This is my second submission to Tasvideos - a classic (in my opinion) Sega Genesis RPG called 'Sorcerer's Kingdom'. This game was originally released back in 1992 by Treco (who, coincidentally enough, published the first game I TASed, 'Warsong').
Total play time, from start to final input, is 1:01:40. For comparison's sake, a full WIP by maTO in the Sega Genesis forum posted a recorded time of 1:25:25. The biggest differences between our runs is the time spent grinding and farming for gold/equipment. I strove throughout to minimize these two aspects, as much as possible.
Aims for fastest time Heavy luck manipulation
This story places you in the role of a young man (named A4326, in-game) whose father, a renowned adventurer named Kanan, failed to return from a quest to destroy an unnamed, ultimate evil power. Desiring to follow in his footsteps, the maturing lad seeks an audience with the King to set out as an adventurer, himself. The game takes place in the Kingdom of Landale, where various areas are being overrun with monsters and evil powers.
Throughout your quest, the King gives you progressive 'titles' as you complete certain events. You start with the rank of 'Adventurer', and eventually earn higher promotions such as 'Fighter', 'Knight', and 'Sword Master'. Such titles grant you (and your future party members) significant increases in HP and other stats, which bring me to the game's...
Somewhat similar to Final Fantasy 2 (NES), Sorcerer's Kingdom's leveling system rewards players by increasing statistics which are actively applied in combat (or passively, in camp) Along with HP and MP, the game's primary statistics are: OFFENSE, STRENGTH, and LUCK.
OFFENSE, basically, determines your ability to successfully hit a target. If your Offense isn't high enough in this game, you won't land a single shot. It don't matter if you have the strongest weapon in the game equipped - all of your hits will strike air, unless your Offense stat is sufficiently trained. I like to think of it as a world-class boxer vs. a guy who can murder a heavy bag, but has never sparred in the ring. The strongman, though more powerful, doesn't have the skill to land any of his shots, while the boxer has all the ability in the world to land punches at will.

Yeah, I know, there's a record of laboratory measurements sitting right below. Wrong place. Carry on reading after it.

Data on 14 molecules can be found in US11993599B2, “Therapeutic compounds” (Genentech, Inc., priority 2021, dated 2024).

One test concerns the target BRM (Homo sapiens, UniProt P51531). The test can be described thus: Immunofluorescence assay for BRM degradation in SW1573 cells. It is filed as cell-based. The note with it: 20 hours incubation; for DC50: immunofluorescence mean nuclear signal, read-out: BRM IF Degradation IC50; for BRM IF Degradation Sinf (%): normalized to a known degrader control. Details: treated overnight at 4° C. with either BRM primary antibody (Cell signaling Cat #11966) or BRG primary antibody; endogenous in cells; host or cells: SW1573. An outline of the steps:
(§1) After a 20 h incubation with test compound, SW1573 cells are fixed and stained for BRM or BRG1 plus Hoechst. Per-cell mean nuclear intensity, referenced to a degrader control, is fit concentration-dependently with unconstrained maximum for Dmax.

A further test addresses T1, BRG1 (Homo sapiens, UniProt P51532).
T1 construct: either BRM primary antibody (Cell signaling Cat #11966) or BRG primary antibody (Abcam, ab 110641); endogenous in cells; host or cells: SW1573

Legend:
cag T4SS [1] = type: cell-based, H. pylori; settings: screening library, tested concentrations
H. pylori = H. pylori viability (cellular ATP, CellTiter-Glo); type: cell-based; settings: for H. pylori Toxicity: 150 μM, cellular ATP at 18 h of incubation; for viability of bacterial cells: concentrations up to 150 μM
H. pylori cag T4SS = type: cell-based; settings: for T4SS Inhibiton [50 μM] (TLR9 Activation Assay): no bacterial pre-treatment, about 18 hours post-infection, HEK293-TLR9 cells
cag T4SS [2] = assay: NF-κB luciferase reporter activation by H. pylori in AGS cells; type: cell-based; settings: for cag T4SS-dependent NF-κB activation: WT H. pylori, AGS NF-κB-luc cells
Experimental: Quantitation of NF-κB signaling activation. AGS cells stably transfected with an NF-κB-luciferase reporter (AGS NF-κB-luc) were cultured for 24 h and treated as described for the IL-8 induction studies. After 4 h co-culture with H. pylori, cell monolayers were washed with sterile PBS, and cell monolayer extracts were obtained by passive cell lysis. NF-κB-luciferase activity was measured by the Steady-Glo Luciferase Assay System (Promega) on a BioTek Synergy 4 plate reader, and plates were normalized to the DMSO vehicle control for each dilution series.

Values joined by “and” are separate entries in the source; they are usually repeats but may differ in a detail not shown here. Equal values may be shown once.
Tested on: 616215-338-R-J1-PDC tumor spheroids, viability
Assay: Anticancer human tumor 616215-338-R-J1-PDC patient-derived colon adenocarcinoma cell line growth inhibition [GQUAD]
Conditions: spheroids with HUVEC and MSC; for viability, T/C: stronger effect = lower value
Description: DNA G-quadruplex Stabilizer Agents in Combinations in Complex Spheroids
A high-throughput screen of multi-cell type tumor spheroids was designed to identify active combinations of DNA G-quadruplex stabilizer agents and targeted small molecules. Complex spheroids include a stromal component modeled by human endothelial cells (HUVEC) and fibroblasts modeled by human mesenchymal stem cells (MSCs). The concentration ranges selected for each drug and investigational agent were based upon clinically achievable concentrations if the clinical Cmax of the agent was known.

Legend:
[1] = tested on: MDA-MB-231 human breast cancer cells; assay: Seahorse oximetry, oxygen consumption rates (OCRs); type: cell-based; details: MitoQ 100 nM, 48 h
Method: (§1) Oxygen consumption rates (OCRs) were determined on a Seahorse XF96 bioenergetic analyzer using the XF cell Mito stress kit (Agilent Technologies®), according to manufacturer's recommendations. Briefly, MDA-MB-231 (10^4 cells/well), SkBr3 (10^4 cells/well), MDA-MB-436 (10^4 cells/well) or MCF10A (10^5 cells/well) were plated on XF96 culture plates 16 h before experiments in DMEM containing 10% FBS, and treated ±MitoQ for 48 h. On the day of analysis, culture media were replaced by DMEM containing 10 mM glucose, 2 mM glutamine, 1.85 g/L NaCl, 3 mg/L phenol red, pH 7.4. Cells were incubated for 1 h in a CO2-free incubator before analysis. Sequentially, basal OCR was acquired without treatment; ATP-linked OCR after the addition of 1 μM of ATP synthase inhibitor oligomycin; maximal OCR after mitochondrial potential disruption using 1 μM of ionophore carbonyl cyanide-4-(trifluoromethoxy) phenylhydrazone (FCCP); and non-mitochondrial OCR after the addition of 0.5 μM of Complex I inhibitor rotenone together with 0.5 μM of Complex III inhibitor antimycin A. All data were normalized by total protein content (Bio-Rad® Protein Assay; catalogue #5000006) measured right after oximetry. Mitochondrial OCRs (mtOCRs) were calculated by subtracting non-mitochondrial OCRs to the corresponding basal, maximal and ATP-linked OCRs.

By necessity, there are two instances in this game where I grind my offense high enough in order to sufficiently damage bosses. Fortunately, I developed a way to "game the system" a little bit, significantly cutting down my grinding time in the process!
STRENGTH determines the number of hits a character can attempt to land per round, up to a maximum of 10. This creates an aspect of balance in the game; presumably to prevent you from building enough gold early on to purchase higher-end weapons. Sure, you can purchase that 8,000g Halberd any time in the beginning - but you'll only get 1 hit with it in battle (if it even lands!). Strength and HP progress at about half the rate of Offense. However, the cumulative stat boosts given by the titles I receive by the King are more than enough to get me through the entire game.
LUCK, I believe, may affect the critical hit rate. I've never seen it increase in battle, nor do I know of any way to do so. My strategy in this run wasn't dependent on landing consecutive critical hits, so I didn't put much thought into trying to raise it. Even so, I was rarely able to manipulate critical hits in battle. This leads me to speculate that the stat is either naturally low, or more dependent upon the weapon type you have equipped during battle.